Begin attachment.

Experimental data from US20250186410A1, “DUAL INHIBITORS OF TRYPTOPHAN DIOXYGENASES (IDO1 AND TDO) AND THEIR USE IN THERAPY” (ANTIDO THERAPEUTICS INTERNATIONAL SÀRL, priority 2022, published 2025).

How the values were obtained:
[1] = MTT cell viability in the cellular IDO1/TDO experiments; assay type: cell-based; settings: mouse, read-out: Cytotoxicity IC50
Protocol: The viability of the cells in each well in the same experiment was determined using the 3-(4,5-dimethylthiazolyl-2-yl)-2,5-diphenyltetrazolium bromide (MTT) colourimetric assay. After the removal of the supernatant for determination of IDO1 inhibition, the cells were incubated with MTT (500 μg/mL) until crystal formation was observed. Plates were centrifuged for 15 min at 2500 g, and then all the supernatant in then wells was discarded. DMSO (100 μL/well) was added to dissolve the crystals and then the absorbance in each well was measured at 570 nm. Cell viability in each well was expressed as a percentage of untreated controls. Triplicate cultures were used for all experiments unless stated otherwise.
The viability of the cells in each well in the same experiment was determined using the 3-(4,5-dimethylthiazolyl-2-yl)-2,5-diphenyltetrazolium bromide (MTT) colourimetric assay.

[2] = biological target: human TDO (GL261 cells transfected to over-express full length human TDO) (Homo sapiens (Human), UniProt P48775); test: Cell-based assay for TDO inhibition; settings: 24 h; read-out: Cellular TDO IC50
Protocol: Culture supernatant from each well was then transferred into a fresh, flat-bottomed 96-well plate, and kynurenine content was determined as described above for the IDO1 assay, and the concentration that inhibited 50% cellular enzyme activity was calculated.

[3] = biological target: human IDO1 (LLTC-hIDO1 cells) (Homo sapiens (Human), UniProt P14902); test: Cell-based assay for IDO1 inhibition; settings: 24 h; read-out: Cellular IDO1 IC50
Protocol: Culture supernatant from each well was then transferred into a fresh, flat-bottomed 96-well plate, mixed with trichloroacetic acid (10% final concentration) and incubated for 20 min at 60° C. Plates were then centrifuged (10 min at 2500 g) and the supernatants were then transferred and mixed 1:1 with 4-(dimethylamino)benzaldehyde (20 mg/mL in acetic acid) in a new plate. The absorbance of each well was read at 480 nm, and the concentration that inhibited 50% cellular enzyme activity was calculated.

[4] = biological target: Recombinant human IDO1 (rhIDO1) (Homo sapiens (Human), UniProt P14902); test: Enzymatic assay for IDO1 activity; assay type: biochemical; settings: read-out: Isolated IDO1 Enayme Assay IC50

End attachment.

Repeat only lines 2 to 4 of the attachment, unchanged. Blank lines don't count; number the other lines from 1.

How the values were obtained:
[1] = MTT cell viability in the cellular IDO1/TDO experiments; assay type: cell-based; settings: mouse, read-out: Cytotoxicity IC50
Protocol: The viability of the cells in each well in the same experiment was determined using the 3-(4,5-dimethylthiazolyl-2-yl)-2,5-diphenyltetrazolium bromide (MTT) colourimetric assay. After the removal of the supernatant for determination of IDO1 inhibition, the cells were incubated with MTT (500 μg/mL) until crystal formation was observed. Plates were centrifuged for 15 min at 2500 g, and then all the supernatant in then wells was discarded. DMSO (100 μL/well) was added to dissolve the crystals and then the absorbance in each well was measured at 570 nm. Cell viability in each well was expressed as a percentage of untreated controls. Triplicate cultures were used for all experiments unless stated otherwise.